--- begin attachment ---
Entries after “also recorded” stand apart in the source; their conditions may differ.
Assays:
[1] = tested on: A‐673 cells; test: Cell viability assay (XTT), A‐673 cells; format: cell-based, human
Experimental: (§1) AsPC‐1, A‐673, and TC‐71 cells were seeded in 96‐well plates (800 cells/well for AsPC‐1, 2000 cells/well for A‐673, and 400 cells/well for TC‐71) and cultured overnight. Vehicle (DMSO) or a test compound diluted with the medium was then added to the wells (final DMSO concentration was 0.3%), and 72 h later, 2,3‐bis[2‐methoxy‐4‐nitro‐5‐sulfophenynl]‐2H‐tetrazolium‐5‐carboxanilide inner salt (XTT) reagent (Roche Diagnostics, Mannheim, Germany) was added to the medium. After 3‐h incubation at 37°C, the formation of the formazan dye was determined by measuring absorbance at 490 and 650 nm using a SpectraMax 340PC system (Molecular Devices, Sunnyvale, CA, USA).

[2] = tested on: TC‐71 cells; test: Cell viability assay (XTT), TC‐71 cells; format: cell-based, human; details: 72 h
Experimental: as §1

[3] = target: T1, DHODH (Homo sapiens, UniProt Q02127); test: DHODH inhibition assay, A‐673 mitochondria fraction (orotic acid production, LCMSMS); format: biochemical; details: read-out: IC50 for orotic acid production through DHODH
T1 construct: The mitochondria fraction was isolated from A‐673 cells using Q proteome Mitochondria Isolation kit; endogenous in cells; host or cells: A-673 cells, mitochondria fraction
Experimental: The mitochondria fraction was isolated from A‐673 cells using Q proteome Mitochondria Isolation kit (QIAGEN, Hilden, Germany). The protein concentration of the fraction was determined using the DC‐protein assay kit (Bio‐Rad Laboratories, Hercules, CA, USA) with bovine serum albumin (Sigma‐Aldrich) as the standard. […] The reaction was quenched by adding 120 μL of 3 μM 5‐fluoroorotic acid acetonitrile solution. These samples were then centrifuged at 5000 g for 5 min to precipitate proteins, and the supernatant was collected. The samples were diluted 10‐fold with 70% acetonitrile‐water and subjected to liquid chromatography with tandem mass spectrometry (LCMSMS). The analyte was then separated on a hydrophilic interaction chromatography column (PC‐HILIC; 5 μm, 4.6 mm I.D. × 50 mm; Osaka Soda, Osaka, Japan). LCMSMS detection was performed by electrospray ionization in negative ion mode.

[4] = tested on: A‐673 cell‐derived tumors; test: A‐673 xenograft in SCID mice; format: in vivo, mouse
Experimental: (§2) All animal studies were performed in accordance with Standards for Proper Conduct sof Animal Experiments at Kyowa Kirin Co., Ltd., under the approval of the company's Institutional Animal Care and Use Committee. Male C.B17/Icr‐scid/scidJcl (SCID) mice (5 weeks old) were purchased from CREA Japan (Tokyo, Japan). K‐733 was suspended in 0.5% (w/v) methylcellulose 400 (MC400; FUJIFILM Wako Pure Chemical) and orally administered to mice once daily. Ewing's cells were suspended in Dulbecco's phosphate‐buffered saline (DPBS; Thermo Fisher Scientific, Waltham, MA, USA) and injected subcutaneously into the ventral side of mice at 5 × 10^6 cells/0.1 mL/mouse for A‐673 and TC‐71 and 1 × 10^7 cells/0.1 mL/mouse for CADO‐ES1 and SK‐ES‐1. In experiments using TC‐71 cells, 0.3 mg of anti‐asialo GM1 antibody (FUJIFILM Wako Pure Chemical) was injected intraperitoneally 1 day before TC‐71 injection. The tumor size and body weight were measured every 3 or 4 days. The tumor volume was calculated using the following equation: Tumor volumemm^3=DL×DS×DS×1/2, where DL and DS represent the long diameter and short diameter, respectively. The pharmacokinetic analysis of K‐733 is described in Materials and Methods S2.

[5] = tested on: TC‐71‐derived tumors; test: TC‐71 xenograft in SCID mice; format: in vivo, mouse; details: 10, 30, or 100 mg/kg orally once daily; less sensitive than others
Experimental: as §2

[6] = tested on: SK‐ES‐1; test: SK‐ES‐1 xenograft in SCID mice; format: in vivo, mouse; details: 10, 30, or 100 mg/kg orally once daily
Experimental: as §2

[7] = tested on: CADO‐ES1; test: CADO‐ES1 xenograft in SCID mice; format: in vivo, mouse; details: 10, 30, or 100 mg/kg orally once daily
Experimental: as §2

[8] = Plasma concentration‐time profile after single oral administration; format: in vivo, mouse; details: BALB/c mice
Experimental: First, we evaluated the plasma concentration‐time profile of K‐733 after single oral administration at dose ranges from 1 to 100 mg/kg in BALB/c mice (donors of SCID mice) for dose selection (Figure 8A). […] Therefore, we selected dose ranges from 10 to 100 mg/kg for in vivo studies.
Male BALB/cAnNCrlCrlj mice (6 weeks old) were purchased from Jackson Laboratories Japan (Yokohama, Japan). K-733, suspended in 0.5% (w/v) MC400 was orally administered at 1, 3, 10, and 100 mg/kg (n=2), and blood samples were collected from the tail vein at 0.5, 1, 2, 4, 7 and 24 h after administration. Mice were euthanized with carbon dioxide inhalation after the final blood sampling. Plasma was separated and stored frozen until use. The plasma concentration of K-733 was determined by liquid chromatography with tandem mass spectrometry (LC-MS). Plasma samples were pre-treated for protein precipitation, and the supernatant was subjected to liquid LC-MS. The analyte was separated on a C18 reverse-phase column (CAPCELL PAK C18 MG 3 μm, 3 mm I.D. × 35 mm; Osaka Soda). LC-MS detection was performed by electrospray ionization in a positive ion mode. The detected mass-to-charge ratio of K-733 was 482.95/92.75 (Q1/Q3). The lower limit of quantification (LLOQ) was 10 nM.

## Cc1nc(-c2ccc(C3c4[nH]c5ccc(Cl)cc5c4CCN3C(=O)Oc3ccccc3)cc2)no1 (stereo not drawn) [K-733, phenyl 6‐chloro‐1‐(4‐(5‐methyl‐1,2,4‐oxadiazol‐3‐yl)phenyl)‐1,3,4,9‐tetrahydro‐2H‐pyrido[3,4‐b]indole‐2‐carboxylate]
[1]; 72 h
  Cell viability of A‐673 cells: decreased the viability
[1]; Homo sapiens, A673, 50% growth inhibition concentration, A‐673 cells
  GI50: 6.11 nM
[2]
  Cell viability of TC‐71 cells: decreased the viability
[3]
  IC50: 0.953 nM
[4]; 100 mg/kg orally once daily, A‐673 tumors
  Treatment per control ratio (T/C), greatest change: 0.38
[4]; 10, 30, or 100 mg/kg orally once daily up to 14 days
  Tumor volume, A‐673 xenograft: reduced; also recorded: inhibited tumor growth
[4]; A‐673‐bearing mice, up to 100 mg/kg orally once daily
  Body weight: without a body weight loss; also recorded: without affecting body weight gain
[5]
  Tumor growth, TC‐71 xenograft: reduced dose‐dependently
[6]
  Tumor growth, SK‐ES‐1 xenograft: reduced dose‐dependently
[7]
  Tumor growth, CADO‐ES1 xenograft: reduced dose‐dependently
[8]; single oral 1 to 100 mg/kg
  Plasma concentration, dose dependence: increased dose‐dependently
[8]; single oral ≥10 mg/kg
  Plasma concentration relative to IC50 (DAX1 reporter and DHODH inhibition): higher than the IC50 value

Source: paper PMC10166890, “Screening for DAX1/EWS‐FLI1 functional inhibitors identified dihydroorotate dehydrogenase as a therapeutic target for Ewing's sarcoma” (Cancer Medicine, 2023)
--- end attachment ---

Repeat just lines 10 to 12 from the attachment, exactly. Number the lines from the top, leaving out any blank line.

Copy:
[4] = tested on: A‐673 cell‐derived tumors; test: A‐673 xenograft in SCID mice; format: in vivo, mouse
Experimental: (§2) All animal studies were performed in accordance with Standards for Proper Conduct sof Animal Experiments at Kyowa Kirin Co., Ltd., under the approval of the company's Institutional Animal Care and Use Committee. Male C.B17/Icr‐scid/scidJcl (SCID) mice (5 weeks old) were purchased from CREA Japan (Tokyo, Japan). K‐733 was suspended in 0.5% (w/v) methylcellulose 400 (MC400; FUJIFILM Wako Pure Chemical) and orally administered to mice once daily. Ewing's cells were suspended in Dulbecco's phosphate‐buffered saline (DPBS; Thermo Fisher Scientific, Waltham, MA, USA) and injected subcutaneously into the ventral side of mice at 5 × 10^6 cells/0.1 mL/mouse for A‐673 and TC‐71 and 1 × 10^7 cells/0.1 mL/mouse for CADO‐ES1 and SK‐ES‐1. In experiments using TC‐71 cells, 0.3 mg of anti‐asialo GM1 antibody (FUJIFILM Wako Pure Chemical) was injected intraperitoneally 1 day before TC‐71 injection. The tumor size and body weight were measured every 3 or 4 days. The tumor volume was calculated using the following equation: Tumor volumemm^3=DL×DS×DS×1/2, where DL and DS represent the long diameter and short diameter, respectively. The pharmacokinetic analysis of K‐733 is described in Materials and Methods S2.

[5] = tested on: TC‐71‐derived tumors; test: TC‐71 xenograft in SCID mice; format: in vivo, mouse; details: 10, 30, or 100 mg/kg orally once daily; less sensitive than others